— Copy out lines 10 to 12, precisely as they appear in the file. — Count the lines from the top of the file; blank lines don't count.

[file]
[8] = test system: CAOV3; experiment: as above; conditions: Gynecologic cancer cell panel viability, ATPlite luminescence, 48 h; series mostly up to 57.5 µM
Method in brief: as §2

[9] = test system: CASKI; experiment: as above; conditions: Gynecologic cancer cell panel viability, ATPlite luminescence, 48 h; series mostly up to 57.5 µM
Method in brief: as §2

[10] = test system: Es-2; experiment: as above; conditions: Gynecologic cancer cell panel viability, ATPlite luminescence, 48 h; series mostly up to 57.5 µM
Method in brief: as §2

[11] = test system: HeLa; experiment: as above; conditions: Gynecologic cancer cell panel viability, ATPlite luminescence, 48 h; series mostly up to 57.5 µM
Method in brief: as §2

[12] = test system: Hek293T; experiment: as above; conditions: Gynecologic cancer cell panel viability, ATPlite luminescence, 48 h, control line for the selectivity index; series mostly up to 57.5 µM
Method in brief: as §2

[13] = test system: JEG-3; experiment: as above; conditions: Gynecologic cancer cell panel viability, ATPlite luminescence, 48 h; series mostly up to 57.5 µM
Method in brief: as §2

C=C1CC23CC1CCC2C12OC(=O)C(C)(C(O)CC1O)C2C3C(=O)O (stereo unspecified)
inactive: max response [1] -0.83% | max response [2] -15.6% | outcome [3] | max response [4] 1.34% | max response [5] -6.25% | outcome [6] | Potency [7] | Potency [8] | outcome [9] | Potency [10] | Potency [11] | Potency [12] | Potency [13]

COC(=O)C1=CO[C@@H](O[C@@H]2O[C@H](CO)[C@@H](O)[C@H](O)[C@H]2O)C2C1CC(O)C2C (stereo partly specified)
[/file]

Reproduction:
Method in brief: as §2

[13] = test system: JEG-3; experiment: as above; conditions: Gynecologic cancer cell panel viability, ATPlite luminescence, 48 h; series mostly up to 57.5 µM
Method in brief: as §2